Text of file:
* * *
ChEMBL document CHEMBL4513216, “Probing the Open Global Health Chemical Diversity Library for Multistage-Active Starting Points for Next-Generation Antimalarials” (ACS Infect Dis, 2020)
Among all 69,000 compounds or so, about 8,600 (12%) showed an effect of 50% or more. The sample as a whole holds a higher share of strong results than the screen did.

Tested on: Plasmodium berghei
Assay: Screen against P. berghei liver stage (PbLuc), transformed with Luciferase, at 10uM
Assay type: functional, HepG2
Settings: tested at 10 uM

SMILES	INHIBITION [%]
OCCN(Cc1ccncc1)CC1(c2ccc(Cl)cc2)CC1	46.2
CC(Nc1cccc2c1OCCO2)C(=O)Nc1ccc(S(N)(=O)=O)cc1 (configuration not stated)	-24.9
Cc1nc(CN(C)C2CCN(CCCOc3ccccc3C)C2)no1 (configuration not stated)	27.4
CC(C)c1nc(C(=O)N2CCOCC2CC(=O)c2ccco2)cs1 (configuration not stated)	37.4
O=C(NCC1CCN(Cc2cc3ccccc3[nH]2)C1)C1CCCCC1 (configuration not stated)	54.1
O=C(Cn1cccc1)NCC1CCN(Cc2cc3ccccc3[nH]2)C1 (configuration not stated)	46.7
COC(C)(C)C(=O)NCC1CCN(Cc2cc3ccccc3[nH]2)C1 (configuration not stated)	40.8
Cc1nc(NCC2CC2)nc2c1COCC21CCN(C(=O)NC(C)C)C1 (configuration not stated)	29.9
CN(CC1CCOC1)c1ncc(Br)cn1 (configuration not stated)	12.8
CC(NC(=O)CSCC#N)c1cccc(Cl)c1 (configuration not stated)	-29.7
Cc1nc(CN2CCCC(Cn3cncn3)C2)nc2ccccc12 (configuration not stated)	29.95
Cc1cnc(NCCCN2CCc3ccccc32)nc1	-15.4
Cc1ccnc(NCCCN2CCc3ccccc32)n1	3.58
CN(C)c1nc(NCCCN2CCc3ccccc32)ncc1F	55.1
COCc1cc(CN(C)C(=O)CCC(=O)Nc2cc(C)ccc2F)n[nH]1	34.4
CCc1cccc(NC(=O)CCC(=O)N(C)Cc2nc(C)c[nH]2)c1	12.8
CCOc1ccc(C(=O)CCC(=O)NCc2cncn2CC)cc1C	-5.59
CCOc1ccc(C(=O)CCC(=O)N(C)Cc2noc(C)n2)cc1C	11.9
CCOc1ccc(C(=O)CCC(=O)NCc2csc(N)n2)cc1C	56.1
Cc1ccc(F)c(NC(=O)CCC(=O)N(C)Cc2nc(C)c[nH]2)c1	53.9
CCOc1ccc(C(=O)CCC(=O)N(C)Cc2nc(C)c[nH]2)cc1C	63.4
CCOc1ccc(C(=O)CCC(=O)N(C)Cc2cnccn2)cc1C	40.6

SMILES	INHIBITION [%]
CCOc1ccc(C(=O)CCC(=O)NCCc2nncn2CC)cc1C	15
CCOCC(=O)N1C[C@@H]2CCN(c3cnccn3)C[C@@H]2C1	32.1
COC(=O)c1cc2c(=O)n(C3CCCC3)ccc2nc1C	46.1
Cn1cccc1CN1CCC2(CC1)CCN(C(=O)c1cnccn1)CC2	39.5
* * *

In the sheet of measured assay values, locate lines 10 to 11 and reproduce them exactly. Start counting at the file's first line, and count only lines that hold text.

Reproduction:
Cc1nc(CN(C)C2CCN(CCCOc3ccccc3C)C2)no1 (configuration not stated)	27.4
CC(C)c1nc(C(=O)N2CCOCC2CC(=O)c2ccco2)cs1 (configuration not stated)	37.4